"In battle it is the cowards who run the most risk; bravery is a rampart of defense." -Sallust
Stocks fell worldwide last week as volatility increased on investor uncertainty over China's growth on the economic front, and Crimea's referendum on the political one. The German DAX (NYSEARCA:EWG) continued underperforming, with the index nearly down 10% in March. News of Chinese exports dropping 18.1% year over year suggests that global growth has indeed been much weaker than US stocks believe, while at the same time Treasury yields fell aggressively in a volatile few days.
Copper (NYSEARCA:JJC) has gotten much attention as of late, with a chart that looks like it's in a crash. It is often argued that the behavior of copper tends to be indicative of growth expectations. The severe collapse has made many question if something more nefarious is underway when it comes to China (NYSEARCA:FXI), but few seem to be considering the possibility that the decline may be an overreaction. The concern is that because copper is used as the collateral for some borrowers in China, margin calls on the ground are about to take place and can exacerbate the current economic slowdown. While this is valid, it does appear that China is taking proactive steps, most notably by widening the trading band the Yuan can move within. It appears that there is a desire to let the market devalue the Yuan, which in turn would increase China's competitiveness and could be bullish.
However, in the near-term, the market is largely treating everything going on in emerging markets and in commodities as negative. Our ATAC models used for managing our mutual fund and separate accounts are back in deflation pulse mode, which from an asset class perspective means long duration Treasuries. From a constant equity sector standpoint, periods like this tend to favor Utilities (NYSEARCA:XLU), Consumer Staples (NYSEARCA:XLP), and Healthcare (NYSEARCA:XLV) on the idea that less cyclical/more defensive names outperform. This in the near-term does appear to be the path the market is taking.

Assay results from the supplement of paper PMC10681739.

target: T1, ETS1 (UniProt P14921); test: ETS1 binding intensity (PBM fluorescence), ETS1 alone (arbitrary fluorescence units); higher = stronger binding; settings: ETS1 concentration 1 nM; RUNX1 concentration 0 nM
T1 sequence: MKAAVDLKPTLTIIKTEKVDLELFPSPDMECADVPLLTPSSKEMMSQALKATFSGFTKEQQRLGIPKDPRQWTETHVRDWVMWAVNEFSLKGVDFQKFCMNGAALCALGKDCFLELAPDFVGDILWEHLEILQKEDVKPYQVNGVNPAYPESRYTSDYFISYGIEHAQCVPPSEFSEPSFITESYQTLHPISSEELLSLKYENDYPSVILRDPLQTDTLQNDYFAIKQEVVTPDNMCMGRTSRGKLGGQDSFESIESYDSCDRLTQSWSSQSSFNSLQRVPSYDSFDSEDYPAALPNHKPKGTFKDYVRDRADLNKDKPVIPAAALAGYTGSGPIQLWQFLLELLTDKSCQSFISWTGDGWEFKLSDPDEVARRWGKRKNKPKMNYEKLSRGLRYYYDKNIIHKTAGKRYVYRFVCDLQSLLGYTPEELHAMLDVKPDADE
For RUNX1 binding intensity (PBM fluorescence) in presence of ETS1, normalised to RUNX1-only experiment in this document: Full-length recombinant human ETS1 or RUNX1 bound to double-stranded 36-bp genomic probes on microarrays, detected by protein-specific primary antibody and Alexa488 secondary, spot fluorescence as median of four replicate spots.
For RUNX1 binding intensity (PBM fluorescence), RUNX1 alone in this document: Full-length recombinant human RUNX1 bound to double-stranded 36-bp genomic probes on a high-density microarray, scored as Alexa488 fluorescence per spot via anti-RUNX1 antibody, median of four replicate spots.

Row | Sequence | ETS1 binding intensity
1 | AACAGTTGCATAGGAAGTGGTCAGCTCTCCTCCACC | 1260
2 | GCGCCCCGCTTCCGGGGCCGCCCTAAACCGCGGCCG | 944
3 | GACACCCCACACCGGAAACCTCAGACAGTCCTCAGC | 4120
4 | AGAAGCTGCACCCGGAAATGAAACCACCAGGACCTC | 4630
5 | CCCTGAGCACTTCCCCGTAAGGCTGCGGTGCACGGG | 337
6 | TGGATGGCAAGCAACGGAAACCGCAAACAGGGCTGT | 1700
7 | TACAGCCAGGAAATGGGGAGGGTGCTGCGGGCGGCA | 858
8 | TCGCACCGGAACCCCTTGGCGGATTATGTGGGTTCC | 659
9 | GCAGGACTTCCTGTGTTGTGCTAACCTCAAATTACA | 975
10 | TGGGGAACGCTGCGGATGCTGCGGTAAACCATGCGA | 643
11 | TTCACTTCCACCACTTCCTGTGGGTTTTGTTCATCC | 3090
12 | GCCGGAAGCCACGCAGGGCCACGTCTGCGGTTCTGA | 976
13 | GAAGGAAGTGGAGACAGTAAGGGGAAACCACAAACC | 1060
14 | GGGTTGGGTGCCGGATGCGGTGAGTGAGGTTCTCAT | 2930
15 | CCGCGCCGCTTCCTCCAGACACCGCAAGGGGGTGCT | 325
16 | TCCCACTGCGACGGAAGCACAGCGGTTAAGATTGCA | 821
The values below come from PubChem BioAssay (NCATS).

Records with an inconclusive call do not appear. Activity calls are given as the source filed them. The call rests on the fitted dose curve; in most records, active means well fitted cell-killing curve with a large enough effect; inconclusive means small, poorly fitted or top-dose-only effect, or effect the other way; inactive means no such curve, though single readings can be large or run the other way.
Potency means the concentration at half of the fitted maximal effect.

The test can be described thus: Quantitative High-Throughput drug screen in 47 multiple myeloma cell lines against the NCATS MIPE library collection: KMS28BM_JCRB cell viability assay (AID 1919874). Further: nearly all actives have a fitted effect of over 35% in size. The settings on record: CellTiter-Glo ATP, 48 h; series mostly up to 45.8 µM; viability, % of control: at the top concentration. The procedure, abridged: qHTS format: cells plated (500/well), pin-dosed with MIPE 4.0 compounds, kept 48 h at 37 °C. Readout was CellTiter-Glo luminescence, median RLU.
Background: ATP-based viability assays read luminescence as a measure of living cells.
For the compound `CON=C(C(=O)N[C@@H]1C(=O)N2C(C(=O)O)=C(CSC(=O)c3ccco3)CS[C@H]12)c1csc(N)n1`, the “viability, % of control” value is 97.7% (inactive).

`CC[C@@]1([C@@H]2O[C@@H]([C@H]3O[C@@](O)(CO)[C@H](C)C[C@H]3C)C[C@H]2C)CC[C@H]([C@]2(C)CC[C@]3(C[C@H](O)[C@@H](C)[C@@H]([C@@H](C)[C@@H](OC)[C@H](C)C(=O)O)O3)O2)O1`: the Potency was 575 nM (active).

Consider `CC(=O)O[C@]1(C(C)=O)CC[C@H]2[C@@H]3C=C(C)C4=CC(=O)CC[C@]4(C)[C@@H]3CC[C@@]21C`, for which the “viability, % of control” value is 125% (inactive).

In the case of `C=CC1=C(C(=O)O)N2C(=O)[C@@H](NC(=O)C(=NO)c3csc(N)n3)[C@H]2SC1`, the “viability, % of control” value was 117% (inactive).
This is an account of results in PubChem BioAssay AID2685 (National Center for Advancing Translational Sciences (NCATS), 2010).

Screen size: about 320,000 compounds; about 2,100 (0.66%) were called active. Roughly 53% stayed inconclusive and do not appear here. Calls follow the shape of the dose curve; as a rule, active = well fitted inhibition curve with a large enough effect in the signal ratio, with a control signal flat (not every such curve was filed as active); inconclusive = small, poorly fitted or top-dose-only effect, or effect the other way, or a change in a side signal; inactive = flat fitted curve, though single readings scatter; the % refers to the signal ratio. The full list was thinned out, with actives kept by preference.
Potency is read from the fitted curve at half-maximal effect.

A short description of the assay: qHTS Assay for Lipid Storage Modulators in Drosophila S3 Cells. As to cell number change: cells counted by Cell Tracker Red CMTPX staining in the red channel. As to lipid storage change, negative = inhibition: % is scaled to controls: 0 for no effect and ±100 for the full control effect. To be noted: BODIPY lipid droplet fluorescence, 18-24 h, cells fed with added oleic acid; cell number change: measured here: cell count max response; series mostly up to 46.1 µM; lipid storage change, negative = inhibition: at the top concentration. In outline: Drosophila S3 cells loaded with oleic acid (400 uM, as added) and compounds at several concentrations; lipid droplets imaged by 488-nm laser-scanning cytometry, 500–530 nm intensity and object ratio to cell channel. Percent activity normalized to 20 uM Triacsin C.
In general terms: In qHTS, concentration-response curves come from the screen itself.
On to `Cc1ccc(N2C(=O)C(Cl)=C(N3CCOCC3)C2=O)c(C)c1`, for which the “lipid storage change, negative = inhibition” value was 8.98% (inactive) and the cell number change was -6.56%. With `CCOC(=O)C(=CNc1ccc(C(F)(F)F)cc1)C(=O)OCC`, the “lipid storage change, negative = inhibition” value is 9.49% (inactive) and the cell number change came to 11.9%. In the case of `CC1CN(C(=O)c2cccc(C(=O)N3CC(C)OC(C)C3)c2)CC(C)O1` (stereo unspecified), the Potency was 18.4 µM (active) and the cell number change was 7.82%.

For the second time in 2014, our main strategy has rotated out of equities and into Treasuries. The first time occurred a week before the mini-correction of January began, allowing us to bypass the drawdown stocks experience. Whether a correction is about to begin now is unclear however. Yields could easily drop at the same time emerging markets rally and US stocks stagnate. So far in 2014, the US has been really in much more of a holding pattern, while many other areas of the investable landscape have been weak. Select areas of the equity market have been strong (India and Indonesia of the "Fragile Five" in particular), alongside Gold (terrible performer in 2013) and bonds (terrible performer in 2013). It is only a matter of time for the real terrible performer of 2013 (emerging markets) to make a comeback. Until then, though, conditions currently favor a more defensive stance.
On a side note, we heard some extremely good news last week. April is shaping up to be one of the biggest months in the history of Pension Partners. Several announcements will be made in the days ahead. Suffice it to say that in the spirit of underpromising and overdelivering, a tremendous amount of buzz and discussion will be generated over our approach to intermarket analysis. It will be abundantly clear just how important it is to watch relative relationships in the market, and how one can outperform the average by choosing the right average.
Alpha is beta rotation in disguise.
Disclosure: I have no positions in any stocks mentioned, and no plans to initiate any positions within the next 72 hours. I wrote this article myself, and it expresses my own opinions. I am not receiving compensation for it. I have no business relationship with any company whose stock is mentioned in this article.
Additional disclosure: This writing is for informational purposes only and does not constitute an offer to sell, a solicitation to buy, or a recommendation regarding any securities transaction, or as an offer to provide advisory or other services by Pension Partners, LLC in any jurisdiction in which such offer, solicitation, purchase or sale would be unlawful under the securities laws of such jurisdiction. The information contained in this writing should not be construed as financial or investment advice on any subject matter. Pension Partners, LLC expressly disclaims all liability in respect to actions taken based on any or all of the information on this writing.